5 pumps for a front loader, at cold temperatures. 

- Subtract one pump if you’re washing at warmer temperatures, or if you have less than full loads 

+ Add one pump if you’re washing larger loads, or using top loaders as they consume more water.

There are two reasons laundry detergent companies keep their dosage recommendations vague. 

  1. It’s actually advantageous to them to make it difficult for you to know how many loads are in a bottle.

    Their theory is that in absence of this information you will use the next best cue; size, to determine value. And size is cheap to make, by diluting the performance and suggesting you use more.

    In fact, this is such a well known trick that the size of laundry bottles actually had to get regulated several years ago, because the race for ‘big’ value was creating so much extra packaging, consuming so much extra shelf space, and confusing customers, us, too much.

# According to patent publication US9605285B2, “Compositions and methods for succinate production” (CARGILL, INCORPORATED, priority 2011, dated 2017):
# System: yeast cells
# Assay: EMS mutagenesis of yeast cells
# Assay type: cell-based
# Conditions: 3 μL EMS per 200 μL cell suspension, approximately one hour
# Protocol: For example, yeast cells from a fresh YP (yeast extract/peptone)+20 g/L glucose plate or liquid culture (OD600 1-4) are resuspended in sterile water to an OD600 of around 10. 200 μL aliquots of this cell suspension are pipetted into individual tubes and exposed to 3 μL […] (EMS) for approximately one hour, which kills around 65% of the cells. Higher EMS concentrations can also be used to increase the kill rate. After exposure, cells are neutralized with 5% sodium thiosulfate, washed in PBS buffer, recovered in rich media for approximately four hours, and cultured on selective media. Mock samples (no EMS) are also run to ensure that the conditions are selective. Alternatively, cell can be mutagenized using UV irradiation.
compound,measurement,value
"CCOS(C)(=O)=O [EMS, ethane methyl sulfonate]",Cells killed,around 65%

If you know us, you know our cost per load is more than 15% cheaper than the market average, but of course making sure you get that benefit really does depend on you not overdosing. 

  2. It’s also hard to do.

    Over the years, there have been 25 types of washing machines launched to market (front loader, top loader, HE, combo etc.etc). There are approximately 20 major washing machine manufacturers, and they each release approximately two new models per year, for the past 20 years.

    Now, this may not be a true fact at all, but based on our very vague maths, there might be as many as 10,000 different types of washing machines available and functional in the world today. ALL of these come with different performance recommendations from their manufacturers. So making a ‘one size fits all’ approach is quite hard. 

Our dosage recommendations used to be 4 pumps for an ‘average load’ front loader at 40 degrees. We’ve edited it a little, so that you can choose your own adventure, based on the knowledge you have at hand. 


Gosha Wirya